Drop in palm oil prices prompts millers to stop buying commodity

  • Nation
  • Thursday, 31 Jul 2008

MUAR: The drop in palm oil prices for August has prompted several millers here to stop buying oil palm fruits from smallholders for two days.

A mill in Bukit Pasir, when contacted, said it would not buy the fruits from the smallholders for two days – yesterday and today – as it already had more than enough fruits to process.

However, one mill in Kangkar Kenanga along the Pagoh-Parit Sulong road, decided to continue to purchase the fruits from the smallholders and dealers yesterday.

The mill's decision to buy prompted thousands of smallholders with harvested fruits to rush to the mill as their regular millers refused to buy the fruits.

According to smallholder Bhagwan Singh, hundreds of trucks laden with oil palm fruits queued for several hours to enter the mill to sell the fruits yesterday.

No other choice: Trucks laden with oil palm fruits queuing to enter a mill along the Pagoh-Parit Sulong road in Kangkar Kenanga Wednesday.

He said he believed the refusal of some millers to buy the fruits for the two days was because the August price of oil palm fruits had fallen by about RM100 per tonne.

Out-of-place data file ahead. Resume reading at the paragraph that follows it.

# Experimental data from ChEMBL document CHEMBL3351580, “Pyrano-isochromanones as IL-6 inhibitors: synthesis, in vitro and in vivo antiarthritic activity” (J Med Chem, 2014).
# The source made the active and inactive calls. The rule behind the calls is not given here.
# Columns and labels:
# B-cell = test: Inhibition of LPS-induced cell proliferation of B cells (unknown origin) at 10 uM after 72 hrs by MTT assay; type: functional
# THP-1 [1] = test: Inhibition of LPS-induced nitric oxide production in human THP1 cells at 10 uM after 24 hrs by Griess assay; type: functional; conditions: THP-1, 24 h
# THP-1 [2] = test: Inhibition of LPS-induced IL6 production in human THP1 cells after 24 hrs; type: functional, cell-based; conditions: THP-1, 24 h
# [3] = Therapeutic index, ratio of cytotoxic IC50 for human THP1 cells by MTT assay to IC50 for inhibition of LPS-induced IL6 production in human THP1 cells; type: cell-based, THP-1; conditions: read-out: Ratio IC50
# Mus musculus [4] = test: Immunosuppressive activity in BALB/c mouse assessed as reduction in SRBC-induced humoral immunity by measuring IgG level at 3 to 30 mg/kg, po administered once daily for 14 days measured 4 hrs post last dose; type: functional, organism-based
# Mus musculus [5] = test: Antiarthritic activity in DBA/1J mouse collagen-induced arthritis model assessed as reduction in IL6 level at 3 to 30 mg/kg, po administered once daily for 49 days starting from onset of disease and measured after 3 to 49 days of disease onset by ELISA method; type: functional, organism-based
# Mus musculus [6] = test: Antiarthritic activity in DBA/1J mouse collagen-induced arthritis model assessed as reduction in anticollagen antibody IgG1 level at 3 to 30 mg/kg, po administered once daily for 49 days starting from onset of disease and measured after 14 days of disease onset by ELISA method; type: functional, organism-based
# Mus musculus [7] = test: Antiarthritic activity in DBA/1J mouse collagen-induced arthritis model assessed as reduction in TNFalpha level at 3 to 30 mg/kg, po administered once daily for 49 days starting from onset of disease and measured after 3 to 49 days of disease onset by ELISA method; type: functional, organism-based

If they had bought the fruits in the last two days of the month, the millers would have to pay the July price of about RM600 per tonne. For supplies in August they need only pay about RM500 per tonne.

Some millers called the dealers and smallholders on Tuesday to inform them of the halt in purchase, Bhagwan Singh told reporters in Pagoh yesterday.

He said the smallholders had harvested the fruits and could not delay sales, as the fruits would start to go bad.

He said there were only five oil palm mills in north Johor and most were set up more than 20 years ago.

He added that although they had upgraded production lines, their output capacity was still small.

He said the authorities should realise that over the past several years more land had been opened up for oil palm cultivation and the recent high price of the commodity had also prompted many farmers to plant oil palms.

He urged the authorities to allow new mills to be set up.

“We (smallholders) feel that with more mills in the district, we will have more outlets to sell our produce and this could lead to healthy price competition among the millers.

“At present we have no choice but to supply the existing millers and if they decide to stop buying we cannot sell our produce,” he said.

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